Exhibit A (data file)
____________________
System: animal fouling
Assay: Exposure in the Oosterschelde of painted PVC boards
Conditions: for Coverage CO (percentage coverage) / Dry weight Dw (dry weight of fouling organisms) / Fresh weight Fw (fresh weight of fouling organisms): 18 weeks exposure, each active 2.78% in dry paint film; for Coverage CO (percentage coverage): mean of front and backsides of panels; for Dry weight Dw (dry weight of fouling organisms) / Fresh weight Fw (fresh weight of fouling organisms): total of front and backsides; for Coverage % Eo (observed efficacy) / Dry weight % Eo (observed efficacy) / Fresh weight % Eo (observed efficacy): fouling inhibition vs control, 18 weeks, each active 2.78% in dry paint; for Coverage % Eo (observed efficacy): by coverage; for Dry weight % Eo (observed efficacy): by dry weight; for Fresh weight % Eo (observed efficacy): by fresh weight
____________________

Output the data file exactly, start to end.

System: animal fouling
Assay: Exposure in the Oosterschelde of painted PVC boards
Conditions: for Coverage CO (percentage coverage) / Dry weight Dw (dry weight of fouling organisms) / Fresh weight Fw (fresh weight of fouling organisms): 18 weeks exposure, each active 2.78% in dry paint film; for Coverage CO (percentage coverage): mean of front and backsides of panels; for Dry weight Dw (dry weight of fouling organisms) / Fresh weight Fw (fresh weight of fouling organisms): total of front and backsides; for Coverage % Eo (observed efficacy) / Dry weight % Eo (observed efficacy) / Fresh weight % Eo (observed efficacy): fouling inhibition vs control, 18 weeks, each active 2.78% in dry paint; for Coverage % Eo (observed efficacy): by coverage; for Dry weight % Eo (observed efficacy): by dry weight; for Fresh weight % Eo (observed efficacy): by fresh weight